If you have ever driven or provided a company vehicle you will appreciate this one....
The Company Car...
1. It accelerates at a phenomenal rate.
2. It has a much shorter braking distance than the private car.
3. It can take speed humps at twice the speed of private cars.
4. The battery , radiator water, oil and tires never have to be checked.
5. The floor is cunningly designed to double as an ashtray.
6. It does not need to be kept under shelter at night.
7. It can be driven up to 60 miles with the oil warning light flashing.
8. It needs cleaning less often than private cars.
9. The suspension is reinforced to allow for the weekend loads of bricks, concrete slabs and other building material.
10. Unusual and alarming engine noises are easily eliminated by turning up the radio.
11. It needs no security system and may be left anywhere, unlocked and with the keys in the ignition.
12. It is the only type of car able to leave the road in game reserves and chase after animals in the bush for a closer look.
13. It is especially sand and waterproof for barbeques and fishing expeditions on remote beaches.

*Analogies and Metaphors*

These are actual analogies and metaphors found in high school essays.

- John and Mary had never met. They were like two hummingbirds who had also never met.

- He fell for her like his heart was a mob informant and she was the East River.

- Even in his last years, grandpappy had a mind like a steel trap, only one that had been left out so long, it had rusted shut.

- Shots rang out, as shots are wont to do.

- The plan was simple, like my brother-in-law Phil. But unlike Phil, this plan just might work.

- The young fighter had a hungry look, the kind you get from not eating for a while.

- He was as lame as a duck. Not the metaphorical lame duck, either, but a real duck that was actually lame. Maybe from stepping on a land mine or something.

- The Ballerina rose gracefully en pointe and extended one slender leg behind her, like a dog at a fire hydrant.

- It was an American tradition, like fathers chasing kids with power tools.

- He was deeply in love. When she spoke, he thought he heard bells, as if she were a garbage truck backing up.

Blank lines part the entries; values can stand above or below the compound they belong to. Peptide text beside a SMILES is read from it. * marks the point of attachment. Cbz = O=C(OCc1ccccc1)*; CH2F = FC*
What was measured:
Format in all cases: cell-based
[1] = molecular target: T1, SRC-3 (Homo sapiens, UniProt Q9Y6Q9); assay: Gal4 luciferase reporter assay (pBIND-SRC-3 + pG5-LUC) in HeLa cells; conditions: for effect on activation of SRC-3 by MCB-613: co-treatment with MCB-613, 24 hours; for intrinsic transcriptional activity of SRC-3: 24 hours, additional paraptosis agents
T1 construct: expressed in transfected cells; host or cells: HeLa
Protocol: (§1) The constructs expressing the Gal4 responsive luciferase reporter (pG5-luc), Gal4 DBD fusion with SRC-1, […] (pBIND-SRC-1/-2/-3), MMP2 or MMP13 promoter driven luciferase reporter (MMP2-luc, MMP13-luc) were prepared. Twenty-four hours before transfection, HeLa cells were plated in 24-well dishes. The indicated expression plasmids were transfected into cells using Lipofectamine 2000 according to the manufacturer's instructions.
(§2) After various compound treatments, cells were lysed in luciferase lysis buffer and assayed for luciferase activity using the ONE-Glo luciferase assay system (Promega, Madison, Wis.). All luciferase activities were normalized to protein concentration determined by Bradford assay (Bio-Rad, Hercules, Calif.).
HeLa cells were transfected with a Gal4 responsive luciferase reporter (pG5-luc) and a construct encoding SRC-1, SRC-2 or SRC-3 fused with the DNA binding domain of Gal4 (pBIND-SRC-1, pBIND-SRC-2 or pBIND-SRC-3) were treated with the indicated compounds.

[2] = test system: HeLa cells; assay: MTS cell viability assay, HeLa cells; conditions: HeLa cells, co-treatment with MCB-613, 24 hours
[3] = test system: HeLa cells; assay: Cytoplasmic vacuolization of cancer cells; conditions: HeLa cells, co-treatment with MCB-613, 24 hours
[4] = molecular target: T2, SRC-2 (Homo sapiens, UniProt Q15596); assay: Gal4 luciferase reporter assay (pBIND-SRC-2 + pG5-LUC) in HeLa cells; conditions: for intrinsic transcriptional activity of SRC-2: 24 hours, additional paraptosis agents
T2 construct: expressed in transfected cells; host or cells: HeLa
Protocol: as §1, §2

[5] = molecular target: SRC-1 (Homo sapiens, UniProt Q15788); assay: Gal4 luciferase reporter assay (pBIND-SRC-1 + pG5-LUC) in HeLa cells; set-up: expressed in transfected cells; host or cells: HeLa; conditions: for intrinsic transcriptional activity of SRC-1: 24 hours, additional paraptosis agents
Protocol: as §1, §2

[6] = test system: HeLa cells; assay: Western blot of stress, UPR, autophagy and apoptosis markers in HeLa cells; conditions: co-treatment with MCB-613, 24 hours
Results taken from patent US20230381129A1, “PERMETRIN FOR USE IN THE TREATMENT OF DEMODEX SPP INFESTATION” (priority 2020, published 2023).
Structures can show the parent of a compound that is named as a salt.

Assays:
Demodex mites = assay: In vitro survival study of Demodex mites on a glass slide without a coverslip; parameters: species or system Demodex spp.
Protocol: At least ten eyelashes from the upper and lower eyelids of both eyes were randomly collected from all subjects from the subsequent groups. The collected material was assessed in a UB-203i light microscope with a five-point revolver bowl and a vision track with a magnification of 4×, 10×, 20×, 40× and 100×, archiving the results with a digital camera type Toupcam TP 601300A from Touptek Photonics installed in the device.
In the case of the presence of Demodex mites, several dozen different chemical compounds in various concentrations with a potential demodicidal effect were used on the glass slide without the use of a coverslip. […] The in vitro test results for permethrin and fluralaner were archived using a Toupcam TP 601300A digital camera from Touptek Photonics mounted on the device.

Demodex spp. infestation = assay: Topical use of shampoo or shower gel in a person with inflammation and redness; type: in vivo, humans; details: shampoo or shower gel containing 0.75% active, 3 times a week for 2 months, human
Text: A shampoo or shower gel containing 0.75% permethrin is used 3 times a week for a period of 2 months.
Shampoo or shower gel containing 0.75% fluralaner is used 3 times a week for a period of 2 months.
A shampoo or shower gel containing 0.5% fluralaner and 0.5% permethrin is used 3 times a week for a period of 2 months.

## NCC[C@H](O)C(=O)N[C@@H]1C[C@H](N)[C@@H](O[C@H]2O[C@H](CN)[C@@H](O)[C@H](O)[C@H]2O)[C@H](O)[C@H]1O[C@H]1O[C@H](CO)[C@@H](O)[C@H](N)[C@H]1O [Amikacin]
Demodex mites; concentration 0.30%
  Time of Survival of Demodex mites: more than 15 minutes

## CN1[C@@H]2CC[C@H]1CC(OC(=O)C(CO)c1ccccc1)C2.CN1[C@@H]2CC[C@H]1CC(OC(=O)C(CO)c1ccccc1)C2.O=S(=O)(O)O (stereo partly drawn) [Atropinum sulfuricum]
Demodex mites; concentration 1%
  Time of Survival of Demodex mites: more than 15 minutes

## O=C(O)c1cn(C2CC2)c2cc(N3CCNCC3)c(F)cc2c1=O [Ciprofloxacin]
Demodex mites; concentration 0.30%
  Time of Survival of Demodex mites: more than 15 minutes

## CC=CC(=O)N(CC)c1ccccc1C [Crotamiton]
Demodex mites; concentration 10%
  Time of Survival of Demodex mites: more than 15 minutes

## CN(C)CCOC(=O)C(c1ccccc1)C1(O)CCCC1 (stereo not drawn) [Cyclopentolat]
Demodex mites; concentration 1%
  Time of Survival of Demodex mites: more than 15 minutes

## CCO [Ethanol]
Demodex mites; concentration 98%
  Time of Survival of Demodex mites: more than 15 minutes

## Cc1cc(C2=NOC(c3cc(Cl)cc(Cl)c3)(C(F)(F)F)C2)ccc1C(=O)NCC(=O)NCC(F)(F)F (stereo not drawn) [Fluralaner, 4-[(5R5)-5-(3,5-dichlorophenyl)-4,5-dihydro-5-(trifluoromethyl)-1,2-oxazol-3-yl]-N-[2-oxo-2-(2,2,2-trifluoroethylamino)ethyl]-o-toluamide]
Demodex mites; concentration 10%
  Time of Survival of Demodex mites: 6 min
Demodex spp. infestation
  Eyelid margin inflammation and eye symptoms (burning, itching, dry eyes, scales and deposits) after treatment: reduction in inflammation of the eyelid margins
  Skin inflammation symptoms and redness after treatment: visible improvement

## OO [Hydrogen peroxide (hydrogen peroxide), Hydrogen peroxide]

- Her eyes were like limpid pools, only they had forgotten to put in any pH cleanser.
- She walked into my office like a centipede with 98 missing legs.

- Her voice had that tense grating quality, like a generation thermal paper fax machine that needed a band tightening.

- It hurt the way your tongue hurts after you accidentally staple it to the wall.

See you next week!
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The Times Journal is a weekly newspaper issued on Thursdays. It was first published on October 13, 1949, by Andrew J. and Terry Norfleet.
P.O. Box 190
120 Wilson St.
Russell Springs KY 42642
Phone: 270-866-3191
Fax: 270-866-3198
Russell County News is a weekly newspaper issued on Saturdays, and is mailed free to every address in Russell County, Ky. It was first published on February 1, 1913.
404 Monument Square
Jamestown KY 42629
Phone: 270-343-5700
David Davenport
Managing Editor:
Greg Wells
News & Sports Editor:
Derek Aaron
Advertising Manager:
Stephanie Smith
Business Manager:
Kim Haydon
Production Manager:
Renee Daffron
Jamestown Office:
Kim Graham
Members of the public may attend meetings. Boards or agencies may schedule other meetings at special times, but are required to notify the public.
FISCAL COURT: 2nd Monday of month, 6 p.m. in the Courthouse
RUSSELL SPRINGS CITY: 2nd Thursday of month, 6 p.m. in the City Hall Municipal Room
JAMESTOWN CITY: 3rd Thursday of month, 6 p.m. in basement meeting room at City Hall
SCHOOL BOARD: 3rd Monday of month, 6:30 p.m., Board of Education office in Jamestown
LIBRARY BOARD: 2nd Tuesday of month, 5 p.m. at Jamestown Library
AIRPORT BOARD: 1st Tuesday of month, 5 p.m. at Airport
TOURISM COMMISSION: 2nd Wednesday of month, 12:30 p.m. at Tourism Office
CHAMBER OF COMMERCE: 3rd Tuesday of month, noon at The Cove restaurant